While it was exciting to hear such energetic and positive Rastsa beats flowing from mega-producer Diplo and his team and seeing Snoop guest Bunny Wailer on an upcoming track, the documentary could’ve ended showing just those studio elements and it would’ve been just as effective. The “journey” the rapper went through to become a part of the Rastafari movement and praising, Jah, was too quick for anyone to take a reinvention of that magnitude seriously. Capper even admitted during a Q&A session after the screening that he and producers urged Snoop to attend certain spiritual events, yet, that Snoop’s reactions to the events are entirely his own, a tactic reminiscent of MTV’s staged reality show, “The Hills.” Everyone knows life changes don’t happen over the course of a month, so why is Snoop Lion going through all this trouble to convince us otherwise?
- Briana Prevost


Reincarnated, a documentary about Snoop Dogg’s transformation into the Rastafarian Snoop Lion, gives viewers a sneak peek into the hip-hop based, marijuana fueled life of the rap star. It is arguable, however, that Snoop Dogg’s change is a façade, an unbelievable hoax to market himself and gain money. After all, he is smoking weed in every scene and he managed, not so discreetly, to include product placement whenever possible. Nevertheless, these factors seem irrelevant when analyzing the film for a deeper meaning. The film successfully shows how music can be a binding force among people.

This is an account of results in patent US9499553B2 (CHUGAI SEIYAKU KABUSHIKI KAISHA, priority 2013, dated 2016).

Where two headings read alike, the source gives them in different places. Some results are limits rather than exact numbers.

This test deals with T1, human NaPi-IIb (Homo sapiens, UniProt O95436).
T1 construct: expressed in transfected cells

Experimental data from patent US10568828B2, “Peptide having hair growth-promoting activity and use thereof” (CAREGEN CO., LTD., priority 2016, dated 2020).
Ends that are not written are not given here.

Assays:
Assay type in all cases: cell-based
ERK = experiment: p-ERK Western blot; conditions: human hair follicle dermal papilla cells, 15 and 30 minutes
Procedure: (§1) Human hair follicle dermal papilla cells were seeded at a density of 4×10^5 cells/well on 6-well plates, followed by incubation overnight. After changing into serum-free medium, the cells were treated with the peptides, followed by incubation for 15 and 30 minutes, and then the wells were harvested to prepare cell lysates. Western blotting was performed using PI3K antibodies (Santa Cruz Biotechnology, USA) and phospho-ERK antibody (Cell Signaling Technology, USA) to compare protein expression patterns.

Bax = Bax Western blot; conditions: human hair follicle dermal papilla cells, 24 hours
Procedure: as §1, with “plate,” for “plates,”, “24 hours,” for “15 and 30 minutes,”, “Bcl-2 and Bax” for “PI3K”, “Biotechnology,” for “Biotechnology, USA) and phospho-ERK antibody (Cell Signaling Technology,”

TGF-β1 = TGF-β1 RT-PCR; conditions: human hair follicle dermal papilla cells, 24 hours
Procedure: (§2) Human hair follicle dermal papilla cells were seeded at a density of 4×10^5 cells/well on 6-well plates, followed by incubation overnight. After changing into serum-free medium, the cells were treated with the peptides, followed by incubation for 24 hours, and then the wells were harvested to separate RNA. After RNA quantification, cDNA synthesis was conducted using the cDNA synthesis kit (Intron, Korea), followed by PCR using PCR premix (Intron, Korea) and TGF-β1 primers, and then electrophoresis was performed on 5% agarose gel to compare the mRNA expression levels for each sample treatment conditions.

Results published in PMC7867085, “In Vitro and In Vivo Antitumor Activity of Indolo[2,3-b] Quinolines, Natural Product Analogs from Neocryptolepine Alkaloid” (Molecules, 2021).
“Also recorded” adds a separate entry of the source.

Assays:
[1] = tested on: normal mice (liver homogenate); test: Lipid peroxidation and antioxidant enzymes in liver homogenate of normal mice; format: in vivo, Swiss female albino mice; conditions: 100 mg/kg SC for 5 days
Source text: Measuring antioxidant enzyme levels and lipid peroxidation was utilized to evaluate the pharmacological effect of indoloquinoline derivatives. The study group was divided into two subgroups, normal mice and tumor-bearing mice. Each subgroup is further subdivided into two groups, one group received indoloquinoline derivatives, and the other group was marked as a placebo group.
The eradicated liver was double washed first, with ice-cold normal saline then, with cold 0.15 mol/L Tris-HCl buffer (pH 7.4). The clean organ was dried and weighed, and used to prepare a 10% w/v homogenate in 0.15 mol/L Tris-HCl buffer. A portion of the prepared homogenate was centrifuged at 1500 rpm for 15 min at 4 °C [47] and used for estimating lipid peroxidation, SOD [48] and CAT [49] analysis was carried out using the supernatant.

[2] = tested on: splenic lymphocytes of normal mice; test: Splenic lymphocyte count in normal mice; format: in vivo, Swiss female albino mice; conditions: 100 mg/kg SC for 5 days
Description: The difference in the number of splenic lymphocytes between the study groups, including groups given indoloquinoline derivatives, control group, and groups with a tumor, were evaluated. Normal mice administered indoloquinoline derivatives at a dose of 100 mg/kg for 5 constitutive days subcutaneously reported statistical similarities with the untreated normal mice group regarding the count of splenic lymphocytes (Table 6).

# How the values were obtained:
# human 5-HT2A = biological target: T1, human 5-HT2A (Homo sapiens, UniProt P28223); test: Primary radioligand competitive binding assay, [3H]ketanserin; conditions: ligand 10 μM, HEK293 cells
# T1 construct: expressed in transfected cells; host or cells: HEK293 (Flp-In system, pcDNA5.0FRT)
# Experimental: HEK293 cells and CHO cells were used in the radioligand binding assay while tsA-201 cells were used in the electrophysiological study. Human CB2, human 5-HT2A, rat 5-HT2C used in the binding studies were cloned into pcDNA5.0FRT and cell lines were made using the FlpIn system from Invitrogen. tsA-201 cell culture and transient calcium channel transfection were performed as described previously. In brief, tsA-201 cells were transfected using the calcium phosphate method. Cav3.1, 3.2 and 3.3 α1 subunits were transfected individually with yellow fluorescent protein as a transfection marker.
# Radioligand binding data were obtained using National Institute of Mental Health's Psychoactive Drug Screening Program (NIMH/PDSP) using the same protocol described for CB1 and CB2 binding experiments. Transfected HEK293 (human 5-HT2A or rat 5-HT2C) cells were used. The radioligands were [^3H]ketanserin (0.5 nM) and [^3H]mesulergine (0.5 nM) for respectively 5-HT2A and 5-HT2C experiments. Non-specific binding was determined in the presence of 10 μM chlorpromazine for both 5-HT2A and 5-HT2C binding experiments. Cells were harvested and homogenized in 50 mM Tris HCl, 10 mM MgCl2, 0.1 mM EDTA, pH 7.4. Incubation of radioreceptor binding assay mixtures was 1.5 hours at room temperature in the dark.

The film reveals the journey Snoop Dogg took to reinvent himself into a Rastafarian and reggae artist and the challenges he faced to reach that journey. Reincarnated also brings attention to individuals who are suffering and the escape they can find with the right lyrics and beat.

The director, Andy Capper, created great balance between Snoop Dogg’s past and where he is presently.  Glimpses of Snoop Dogg facing murder charges and of him attending his close friend’s funeral expose the hardships that the rapper has faced. Then, viewers are given a peek at the highlights of his career. Snoop Dogg shines while on stage performing and while recording his new reggae album in Jamaica. This film documents the adoration in resilience and the many rewards that may come as a result.

Set in the beautiful hills of Jamaica, Reincarnated is visually appealing. The images of the Jamaican jungle and the Atlantic Ocean are contrasted with a glance into the poverty and struggle that some Jamaicans face. Snoop Dogg meets some of those individuals and bonds with them over music. In a neighborhood full of crime and destitution, there is a moment of relief when Snoop Dogg and the residents of the area begin to sing together. In unfortunate circumstance, it is assuring to know that music can provide an outlet to brighter times.

- Alyssa Nappa